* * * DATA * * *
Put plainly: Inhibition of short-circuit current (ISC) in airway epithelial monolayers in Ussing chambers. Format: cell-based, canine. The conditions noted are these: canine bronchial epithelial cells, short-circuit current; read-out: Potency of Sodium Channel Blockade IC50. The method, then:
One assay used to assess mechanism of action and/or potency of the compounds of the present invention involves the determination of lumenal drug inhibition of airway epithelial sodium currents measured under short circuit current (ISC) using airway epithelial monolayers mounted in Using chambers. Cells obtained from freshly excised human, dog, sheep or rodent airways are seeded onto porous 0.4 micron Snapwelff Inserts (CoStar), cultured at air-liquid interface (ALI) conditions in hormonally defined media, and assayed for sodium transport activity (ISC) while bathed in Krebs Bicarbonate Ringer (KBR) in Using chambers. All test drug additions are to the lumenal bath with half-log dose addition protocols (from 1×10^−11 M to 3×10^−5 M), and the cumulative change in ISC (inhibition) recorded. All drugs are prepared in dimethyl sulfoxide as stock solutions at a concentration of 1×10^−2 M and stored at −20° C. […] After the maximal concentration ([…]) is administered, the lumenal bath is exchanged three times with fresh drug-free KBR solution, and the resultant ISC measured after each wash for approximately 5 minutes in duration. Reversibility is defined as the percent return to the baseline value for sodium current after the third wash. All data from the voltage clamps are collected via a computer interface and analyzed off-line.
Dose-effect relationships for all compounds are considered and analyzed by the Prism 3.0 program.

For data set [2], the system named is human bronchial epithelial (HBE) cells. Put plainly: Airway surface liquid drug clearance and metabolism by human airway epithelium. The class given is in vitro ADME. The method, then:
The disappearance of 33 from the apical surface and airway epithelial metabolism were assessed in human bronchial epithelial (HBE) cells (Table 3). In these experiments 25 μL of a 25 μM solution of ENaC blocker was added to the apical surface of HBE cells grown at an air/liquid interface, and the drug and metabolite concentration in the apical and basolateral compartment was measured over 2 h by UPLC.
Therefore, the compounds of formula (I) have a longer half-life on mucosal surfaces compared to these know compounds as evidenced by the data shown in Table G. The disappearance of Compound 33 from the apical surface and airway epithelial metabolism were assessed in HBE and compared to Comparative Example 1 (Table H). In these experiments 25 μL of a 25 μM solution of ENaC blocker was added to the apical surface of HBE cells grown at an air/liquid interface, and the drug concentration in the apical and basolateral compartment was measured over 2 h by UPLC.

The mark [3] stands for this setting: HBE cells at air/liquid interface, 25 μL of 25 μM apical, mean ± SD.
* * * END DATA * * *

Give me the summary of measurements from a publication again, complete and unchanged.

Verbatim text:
Put plainly: Inhibition of short-circuit current (ISC) in airway epithelial monolayers in Ussing chambers. Format: cell-based, canine. The conditions noted are these: canine bronchial epithelial cells, short-circuit current; read-out: Potency of Sodium Channel Blockade IC50. The method, then:
One assay used to assess mechanism of action and/or potency of the compounds of the present invention involves the determination of lumenal drug inhibition of airway epithelial sodium currents measured under short circuit current (ISC) using airway epithelial monolayers mounted in Using chambers. Cells obtained from freshly excised human, dog, sheep or rodent airways are seeded onto porous 0.4 micron Snapwelff Inserts (CoStar), cultured at air-liquid interface (ALI) conditions in hormonally defined media, and assayed for sodium transport activity (ISC) while bathed in Krebs Bicarbonate Ringer (KBR) in Using chambers. All test drug additions are to the lumenal bath with half-log dose addition protocols (from 1×10^−11 M to 3×10^−5 M), and the cumulative change in ISC (inhibition) recorded. All drugs are prepared in dimethyl sulfoxide as stock solutions at a concentration of 1×10^−2 M and stored at −20° C. […] After the maximal concentration ([…]) is administered, the lumenal bath is exchanged three times with fresh drug-free KBR solution, and the resultant ISC measured after each wash for approximately 5 minutes in duration. Reversibility is defined as the percent return to the baseline value for sodium current after the third wash. All data from the voltage clamps are collected via a computer interface and analyzed off-line.
Dose-effect relationships for all compounds are considered and analyzed by the Prism 3.0 program.

For data set [2], the system named is human bronchial epithelial (HBE) cells. Put plainly: Airway surface liquid drug clearance and metabolism by human airway epithelium. The class given is in vitro ADME. The method, then:
The disappearance of 33 from the apical surface and airway epithelial metabolism were assessed in human bronchial epithelial (HBE) cells (Table 3). In these experiments 25 μL of a 25 μM solution of ENaC blocker was added to the apical surface of HBE cells grown at an air/liquid interface, and the drug and metabolite concentration in the apical and basolateral compartment was measured over 2 h by UPLC.
Therefore, the compounds of formula (I) have a longer half-life on mucosal surfaces compared to these know compounds as evidenced by the data shown in Table G. The disappearance of Compound 33 from the apical surface and airway epithelial metabolism were assessed in HBE and compared to Comparative Example 1 (Table H). In these experiments 25 μL of a 25 μM solution of ENaC blocker was added to the apical surface of HBE cells grown at an air/liquid interface, and the drug concentration in the apical and basolateral compartment was measured over 2 h by UPLC.

The mark [3] stands for this setting: HBE cells at air/liquid interface, 25 μL of 25 μM apical, mean ± SD.